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Domestic Violence Survivor: ‘I’ve Been to Hell and Back’

Maria arrived at the Anaheim Family Justice Center just after Christmas. Her nose was broken. Her black eyes were hidden behind oversized sunglasses.

Lt. Julian Harvey joins violence survivors in celebrating their new found self-confidence

Her alcoholic boyfriend beat her then burned her clothing. 

“They say what doesn’t kill you makes you stronger,” says “Maria,” 21. “Well, I’ve been to hell and back.”

On Thursday, she and 20 other women graduated from AFJC’s eight-week “Survivor’s Academy,” designed to provide tools, skills and confidence to make meaningful changes in their lives.

“It was a wake-up call for me,” said Maria, a mother of two boys. “I have enough self-respect now not to tolerate that kind of behavior. I was in denial before. He was taught to be a woman beater, and I know now that I can’t change him.”

Hosted by Irene Martinez, the one-of-a-kind academy focuses on teaching self-confidence and self-worth. It also provides budgeting, resume writing and job-skills assistance.

“You really see a transformation in these women,” Martinez said. “It’s a special program and I’m proud to be part of it.”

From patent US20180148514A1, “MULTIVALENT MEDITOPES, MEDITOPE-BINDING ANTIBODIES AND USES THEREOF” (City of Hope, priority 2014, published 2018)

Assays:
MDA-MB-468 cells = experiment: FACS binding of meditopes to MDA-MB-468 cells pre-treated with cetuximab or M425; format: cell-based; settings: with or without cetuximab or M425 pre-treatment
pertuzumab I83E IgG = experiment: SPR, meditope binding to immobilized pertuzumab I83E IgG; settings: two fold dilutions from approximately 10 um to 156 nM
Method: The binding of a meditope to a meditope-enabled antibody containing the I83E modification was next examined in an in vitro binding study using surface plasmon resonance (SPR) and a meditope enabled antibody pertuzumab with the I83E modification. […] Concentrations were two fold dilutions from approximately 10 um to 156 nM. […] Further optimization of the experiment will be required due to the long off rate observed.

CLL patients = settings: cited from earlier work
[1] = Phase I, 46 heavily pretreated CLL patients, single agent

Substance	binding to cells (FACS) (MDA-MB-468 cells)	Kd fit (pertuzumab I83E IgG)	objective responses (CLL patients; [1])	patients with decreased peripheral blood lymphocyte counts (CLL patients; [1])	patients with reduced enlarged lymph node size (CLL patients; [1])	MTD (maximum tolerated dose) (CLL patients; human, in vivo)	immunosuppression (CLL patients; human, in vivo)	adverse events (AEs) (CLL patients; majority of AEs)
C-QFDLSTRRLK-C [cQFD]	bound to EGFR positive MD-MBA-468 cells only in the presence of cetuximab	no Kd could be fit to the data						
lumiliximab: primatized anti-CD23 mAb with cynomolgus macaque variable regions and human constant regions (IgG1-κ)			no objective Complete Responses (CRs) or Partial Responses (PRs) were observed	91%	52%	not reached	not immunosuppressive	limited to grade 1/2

During Thursday’s event, which was attended by police officials and community leaders such as Annan Aboul-Nasr from the Islamic Institute of Orange County, each participant was asked to address the audience. 

In Spanish, Ana said: “This is a place that helps alleviate sadness. It helped me learn to value myself more – and love myself more.”

A few minutes later, Spanish-speaker Carmen turned to Police Chief John Welter and, in English, said, “It gave me tools to help me. I really appreciate it. Thank you.”

A high school drop out, Maria plans to enroll in community college classes and earn her diploma. Her four-year-old will start preschool soon; she’s also looking for work.

What about her boyfriend, the father of her children?

He’s in jail.

Maria knows he won’t be there forever.

“Eighty-percent come back and retaliate,” she says, citing a statistic from the academy. “It is a concern. But I’m in control. Not him.”

Top Dog Cisko Takes a Bite Out of Crime